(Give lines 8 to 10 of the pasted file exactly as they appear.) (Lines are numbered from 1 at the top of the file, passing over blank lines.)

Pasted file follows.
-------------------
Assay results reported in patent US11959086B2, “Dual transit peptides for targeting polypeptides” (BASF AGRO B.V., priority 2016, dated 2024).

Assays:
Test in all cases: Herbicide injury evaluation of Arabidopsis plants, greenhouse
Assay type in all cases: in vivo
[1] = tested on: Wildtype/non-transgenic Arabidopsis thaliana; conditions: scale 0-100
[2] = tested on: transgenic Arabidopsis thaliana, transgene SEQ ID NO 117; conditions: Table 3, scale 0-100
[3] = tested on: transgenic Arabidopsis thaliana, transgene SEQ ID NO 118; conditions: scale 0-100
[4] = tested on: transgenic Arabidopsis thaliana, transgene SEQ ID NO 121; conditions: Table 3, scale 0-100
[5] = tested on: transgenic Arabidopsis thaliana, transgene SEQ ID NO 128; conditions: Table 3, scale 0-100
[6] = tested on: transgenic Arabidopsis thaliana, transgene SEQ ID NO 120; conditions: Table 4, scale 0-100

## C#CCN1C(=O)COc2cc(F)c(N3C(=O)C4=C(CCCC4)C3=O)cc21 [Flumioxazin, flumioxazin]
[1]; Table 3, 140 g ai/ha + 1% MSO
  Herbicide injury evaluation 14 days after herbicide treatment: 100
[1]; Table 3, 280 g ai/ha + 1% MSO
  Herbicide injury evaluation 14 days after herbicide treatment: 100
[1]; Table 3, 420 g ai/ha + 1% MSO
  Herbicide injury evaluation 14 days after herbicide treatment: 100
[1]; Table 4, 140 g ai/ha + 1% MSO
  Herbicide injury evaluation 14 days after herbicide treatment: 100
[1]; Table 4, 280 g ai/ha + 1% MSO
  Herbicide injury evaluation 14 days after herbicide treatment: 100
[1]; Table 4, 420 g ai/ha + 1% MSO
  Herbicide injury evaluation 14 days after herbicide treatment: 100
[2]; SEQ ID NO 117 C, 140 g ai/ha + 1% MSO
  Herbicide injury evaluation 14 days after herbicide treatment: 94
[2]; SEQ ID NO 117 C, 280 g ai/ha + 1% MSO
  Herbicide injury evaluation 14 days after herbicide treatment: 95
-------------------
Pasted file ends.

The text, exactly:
[4] = tested on: transgenic Arabidopsis thaliana, transgene SEQ ID NO 121; conditions: Table 3, scale 0-100
[5] = tested on: transgenic Arabidopsis thaliana, transgene SEQ ID NO 128; conditions: Table 3, scale 0-100
[6] = tested on: transgenic Arabidopsis thaliana, transgene SEQ ID NO 120; conditions: Table 4, scale 0-100